As with all Siege operations, Void Edge comes with a map component. It’s another rework, this time to Oregon. The cultist base location has been a firm favourite in the Siege community since launch, and has essentially been untouched due to how well designed it is. But Void Edge makes a few small but important alterations, with the biggest of them being the removal of the Tower bomb site. It has been relocated to Meeting Hall and Kitchen, which will hopefully make it a more viable site for both attackers and defenders.
Other changes have made many areas more open, as well as creating better rotation routes. A new freezer room has been added to the basement with a set of stairs up to the first floor, meaning attackers now have a third entry point into a site that has typically been kinder to defenders. The map now features a few more breakable walls than previously, which certainly feels at least partly done in order to introduce Oryx in an environment perfectly designed for his toolset.
Tweaks and balance changes are an important part of every Siege season, and Void Edge makes some major changes to both Twitch and Lesion. Twitch’s drones now have 3 barbs in a magazine, down from 5, although they will recharge over time, akin to Echo’s Yokai drone. The barbs now only do one point of damage instead of 10, focusing their use on gadget destruction rather than damaging players.
Lesion’s Gu Mines now do not deal damage when triggered, but each ‘sting’ they inflict while a needle is stuck in an enemy player will do two extra damage. Downed operators who crawl over Gu Mines will not trigger them, meaning that Lesion should cause less cheap kills. The icons that indicate Gu Mines on the HUD have been entirely removed unless Lesion is in direct line of sight of them, meaning it’s now harder to tell which mines have been triggered. Overall, the focus seems on making Lesion more of Operator designed to slow attackers, rather than gather accurate situational intelligence based on which mines are triggered.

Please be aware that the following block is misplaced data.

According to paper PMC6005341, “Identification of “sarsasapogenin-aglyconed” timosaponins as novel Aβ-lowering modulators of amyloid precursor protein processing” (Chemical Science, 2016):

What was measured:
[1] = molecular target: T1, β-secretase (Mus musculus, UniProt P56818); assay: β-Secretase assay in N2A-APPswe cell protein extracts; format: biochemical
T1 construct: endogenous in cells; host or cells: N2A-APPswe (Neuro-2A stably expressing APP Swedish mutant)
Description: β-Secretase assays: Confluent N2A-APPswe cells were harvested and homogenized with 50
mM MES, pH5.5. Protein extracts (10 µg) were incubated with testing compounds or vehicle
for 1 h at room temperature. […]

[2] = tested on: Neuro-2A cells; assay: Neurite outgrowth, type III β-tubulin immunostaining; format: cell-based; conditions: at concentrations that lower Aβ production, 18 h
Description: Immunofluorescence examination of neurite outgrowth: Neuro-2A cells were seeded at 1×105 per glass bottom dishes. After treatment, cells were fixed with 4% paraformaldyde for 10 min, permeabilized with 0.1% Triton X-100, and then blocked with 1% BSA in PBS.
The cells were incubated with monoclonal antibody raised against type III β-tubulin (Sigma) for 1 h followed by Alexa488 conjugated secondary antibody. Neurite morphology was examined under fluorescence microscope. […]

Year 4 struggled to offer many Operator options that felt truly viable; Nokk and Warden seemed to have become obscure within weeks of launch, while Amaru and Goyo still don’t quite seem to have hit their stride. Year 5 seems to be kicking off with a much better start, though.
Iana’s hologram is a simple, effective gadget that combines the best of the traditional drone with some fun decoy tactics. However, it’s Oryx that’s certainly the star of Void Edge. His destructive dash is the lure, but it’s his hatch-leaping ability that will hopefully see him become a firm favourite for roamers. It may be similar to Amaru’s grapple in many ways, but it’s an ability that will simply be more valuable to mobile defenders.
For more Rainbow Six Siege, check out our documentary Saving Siege, the full story of the game’s development and journey to FPS domination. Or for something a bit more fun, take a look at Ubisoft’s developers rating IGN’s Operator designs.
Matt Purslow is IGN’s UK News and Entertainment Writer, and a little upset at what Ubisoft has done to Lesion, even though it’s clearly the right move. You can follow him on Twitter.